12. What are accidental wounds? What are surgical wounds?
    Pg. 993 Common wounds include abrasions, lacerations, and puncture wounds. An abrasion results when the skin rubs against a hard surface scraping away the epithelial layer. A laceration is an open wound or cut. Surgical wounds vary. An example is ostomie, a surgical opening in the abdominal wall that allows part of an organ to open onto the skin.
  13. How do you prevent pressure ulcers?
    • pg 1007 Box 39-3
    • Identify clients at risk and the specific factors placing them at risk
    • Maintain and improve tissue tolerance to pressure to prevent injury. Inspect pressure points at least once a day. Document all findings.
    • Cleanse skin regularly and whenever soiled using a mild cleansing agent and wam not hot water.
    • Minimize factors that dry the skin. Treat dry skin with moisturizers.
    • Do not massage bony prominences.
    • Minimize exposure of skin to incontinence, perspiration, or wound drainage.
    • Protect skin from friction and shear.
    • Provide adequate calories and nutrients.
    • Maintain or improve mobility, activity level, and range of motion.
    • Reposition every 2 hours. Use a 30 degree side lying position when the patient is lateral to avoid excessive pressure on the trochanter.
    • Use pillows to keep bony prominences from rubbing against each other.
    • Keep heels from pressing on the bed if the client is completely immobile.
    • When the client is on his or her side avoid positioning directly on the trochanter.
    • Limit the time the head of the bed is elevated.
    • Lift, do not drag, clients to move them up in bed. Use overbed trapeze.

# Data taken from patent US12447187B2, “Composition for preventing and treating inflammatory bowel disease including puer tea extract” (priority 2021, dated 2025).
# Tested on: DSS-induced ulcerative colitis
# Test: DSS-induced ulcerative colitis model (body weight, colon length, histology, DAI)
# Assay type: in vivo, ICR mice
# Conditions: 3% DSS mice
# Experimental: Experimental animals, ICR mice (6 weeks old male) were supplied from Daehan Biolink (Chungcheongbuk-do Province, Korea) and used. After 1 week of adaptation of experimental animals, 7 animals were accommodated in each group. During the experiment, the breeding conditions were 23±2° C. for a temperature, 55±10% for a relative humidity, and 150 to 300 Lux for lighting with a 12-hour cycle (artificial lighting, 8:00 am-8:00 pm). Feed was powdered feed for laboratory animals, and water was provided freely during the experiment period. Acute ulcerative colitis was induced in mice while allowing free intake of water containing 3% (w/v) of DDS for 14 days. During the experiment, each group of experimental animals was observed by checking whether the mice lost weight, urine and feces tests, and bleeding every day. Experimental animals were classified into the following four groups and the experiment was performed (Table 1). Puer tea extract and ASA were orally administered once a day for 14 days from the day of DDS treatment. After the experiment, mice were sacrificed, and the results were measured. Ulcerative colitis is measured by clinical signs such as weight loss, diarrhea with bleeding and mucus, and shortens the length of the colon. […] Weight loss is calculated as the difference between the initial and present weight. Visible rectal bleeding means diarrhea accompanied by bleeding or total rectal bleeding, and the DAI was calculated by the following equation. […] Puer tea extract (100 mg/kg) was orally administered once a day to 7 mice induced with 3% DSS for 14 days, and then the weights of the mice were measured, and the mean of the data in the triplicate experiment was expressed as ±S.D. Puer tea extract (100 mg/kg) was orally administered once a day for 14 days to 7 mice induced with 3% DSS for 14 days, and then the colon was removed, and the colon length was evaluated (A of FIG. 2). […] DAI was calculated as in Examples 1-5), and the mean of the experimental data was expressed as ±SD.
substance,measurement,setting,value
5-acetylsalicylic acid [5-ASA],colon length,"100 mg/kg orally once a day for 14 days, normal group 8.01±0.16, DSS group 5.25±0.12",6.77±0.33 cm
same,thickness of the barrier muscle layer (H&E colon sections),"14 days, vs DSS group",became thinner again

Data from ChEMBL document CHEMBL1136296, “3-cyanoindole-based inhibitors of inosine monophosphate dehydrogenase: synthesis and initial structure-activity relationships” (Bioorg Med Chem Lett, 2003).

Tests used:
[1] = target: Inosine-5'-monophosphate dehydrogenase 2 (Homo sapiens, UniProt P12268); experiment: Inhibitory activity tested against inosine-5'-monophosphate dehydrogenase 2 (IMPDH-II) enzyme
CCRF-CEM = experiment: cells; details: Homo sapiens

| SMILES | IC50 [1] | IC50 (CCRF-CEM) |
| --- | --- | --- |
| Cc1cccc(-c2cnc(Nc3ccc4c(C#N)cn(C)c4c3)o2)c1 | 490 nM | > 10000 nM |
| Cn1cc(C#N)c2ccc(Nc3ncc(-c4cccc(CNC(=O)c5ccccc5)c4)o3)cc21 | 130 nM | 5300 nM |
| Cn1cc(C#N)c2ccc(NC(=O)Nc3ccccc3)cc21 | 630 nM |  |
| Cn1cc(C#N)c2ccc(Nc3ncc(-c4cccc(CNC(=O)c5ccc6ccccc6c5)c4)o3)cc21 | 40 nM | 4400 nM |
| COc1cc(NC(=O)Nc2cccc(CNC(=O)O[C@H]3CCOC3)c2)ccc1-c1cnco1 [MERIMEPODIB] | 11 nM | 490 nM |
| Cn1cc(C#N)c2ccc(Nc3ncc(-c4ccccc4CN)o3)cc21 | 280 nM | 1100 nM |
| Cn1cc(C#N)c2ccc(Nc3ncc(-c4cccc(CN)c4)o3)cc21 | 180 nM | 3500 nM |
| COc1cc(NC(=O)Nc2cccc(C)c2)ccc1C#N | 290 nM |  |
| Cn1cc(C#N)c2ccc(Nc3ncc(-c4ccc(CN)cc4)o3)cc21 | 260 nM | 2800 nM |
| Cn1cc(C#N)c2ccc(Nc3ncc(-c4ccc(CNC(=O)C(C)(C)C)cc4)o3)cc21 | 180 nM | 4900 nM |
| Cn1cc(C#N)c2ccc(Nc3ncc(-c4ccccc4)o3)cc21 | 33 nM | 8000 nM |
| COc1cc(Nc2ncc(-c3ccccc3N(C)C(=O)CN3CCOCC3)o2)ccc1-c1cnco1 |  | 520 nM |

• Place clients on a pressure- reducing device when in bed.
    • Avoid prolonged sitting. Reposition or shift the client's weight every hour.
    • For chair bound clients, place a pressure reducing device on the chair that maintains good postural alignment, balance and stability.
    • Use a written plan regarding the use of postioning devices and repositioning schedules.
    • Provide structured education about pressure ulcer prevention to healthcare providers, clients, and family or caregivers.
  14. How does altered integumentary function manifest?
    Pg 995 & 997 Disruption in normal skin integrity can manifest as pain, pruritus, rashes, lesions or open wounds; usually more than one symptom is present Any break in the skins epidermal layer signifies that the skin integrity is altered. Microscopic breaks in the skin may manifest as redness.
  15. What are the types of wound healing?
    • pg 997
    • Primary Intention- The edges of the primary wound are approximated or lightly pulled together. Granulation tissue is not visible, and scarring is usually minimal.
    • Secondary Intention- the wound has edges that are not approximated and gradually fills with granulation tissue.
    • Tertiary Intention- also referred to as delayed primary closure, wound is purposely left open until there is no sign of infection, then closed with sutures.
  16. What is dehiscence? Who is at risk? What actions can you take to prevent it?
    Pg 1002 Dehiscence is total or partial disruption in wound edges. Obesity, poor nutritional status and increased stress on the incisional area increase the risk. Prevent undue stress to the wound by supporting the wound during coughing or vomiting.
  17. What are the parameters of a thorough wound assessment?
    • Pg 1003
    • Wound type: surgical vs nonsurgical, acute vs chronic.
    • Wound location: use proper anatomical terms such as trochanter instead of hip.
    • Wound size: leangth width and depth in Cm
    • Wound classification: partial vs full thickness, stage if a pressure ulcer.
    • Wound base (percentage of viable vs nonviable) viable is healthy pink and red. nonviable or necrotic is white or yellow (slough) or brown to black (eschar).
    • Wound drainage: color, amount, consistency, and odor.
  18. serous drainage is
    pale yellow, watery, and like the fluid from a blister
  19. sanguinous drainage is
    bloody as from an acute laceration.
  20. serosanguineous drainage is
    pink-yellow, thin, and contains plasma and red cells.
  21. purulent drainage is
    white cells and microorganisms. It is thick, opaque and range from pale yellow to green to tan.